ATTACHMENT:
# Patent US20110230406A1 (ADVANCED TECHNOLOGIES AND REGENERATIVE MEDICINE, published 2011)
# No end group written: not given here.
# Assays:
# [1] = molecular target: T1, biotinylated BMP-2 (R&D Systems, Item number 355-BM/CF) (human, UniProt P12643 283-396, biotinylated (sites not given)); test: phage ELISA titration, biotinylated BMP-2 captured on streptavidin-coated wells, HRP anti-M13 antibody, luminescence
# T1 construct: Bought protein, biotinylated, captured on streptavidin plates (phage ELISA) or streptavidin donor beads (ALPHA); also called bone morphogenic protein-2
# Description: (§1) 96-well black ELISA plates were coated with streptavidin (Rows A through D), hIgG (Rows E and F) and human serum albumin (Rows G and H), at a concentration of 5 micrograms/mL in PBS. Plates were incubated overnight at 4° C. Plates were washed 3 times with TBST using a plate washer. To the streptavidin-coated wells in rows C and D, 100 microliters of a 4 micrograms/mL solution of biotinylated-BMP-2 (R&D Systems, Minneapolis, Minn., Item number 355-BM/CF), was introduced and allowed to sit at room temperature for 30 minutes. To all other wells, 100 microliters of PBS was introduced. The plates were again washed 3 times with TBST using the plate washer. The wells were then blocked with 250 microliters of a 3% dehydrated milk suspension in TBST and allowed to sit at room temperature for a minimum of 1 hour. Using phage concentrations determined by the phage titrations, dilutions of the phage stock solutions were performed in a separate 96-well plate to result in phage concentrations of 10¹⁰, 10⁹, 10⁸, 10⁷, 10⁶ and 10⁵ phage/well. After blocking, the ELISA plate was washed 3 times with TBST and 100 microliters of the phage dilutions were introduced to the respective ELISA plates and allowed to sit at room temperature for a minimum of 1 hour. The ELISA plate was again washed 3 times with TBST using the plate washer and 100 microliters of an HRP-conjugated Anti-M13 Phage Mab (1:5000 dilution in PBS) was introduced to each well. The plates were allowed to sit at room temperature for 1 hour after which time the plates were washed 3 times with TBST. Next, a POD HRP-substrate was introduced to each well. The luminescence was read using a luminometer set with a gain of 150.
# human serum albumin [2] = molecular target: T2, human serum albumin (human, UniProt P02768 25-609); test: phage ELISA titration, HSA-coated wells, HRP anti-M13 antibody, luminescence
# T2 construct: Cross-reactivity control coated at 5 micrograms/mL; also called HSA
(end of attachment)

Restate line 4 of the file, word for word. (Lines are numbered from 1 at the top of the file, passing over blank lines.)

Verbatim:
# [1] = molecular target: T1, biotinylated BMP-2 (R&D Systems, Item number 355-BM/CF) (human, UniProt P12643 283-396, biotinylated (sites not given)); test: phage ELISA titration, biotinylated BMP-2 captured on streptavidin-coated wells, HRP anti-M13 antibody, luminescence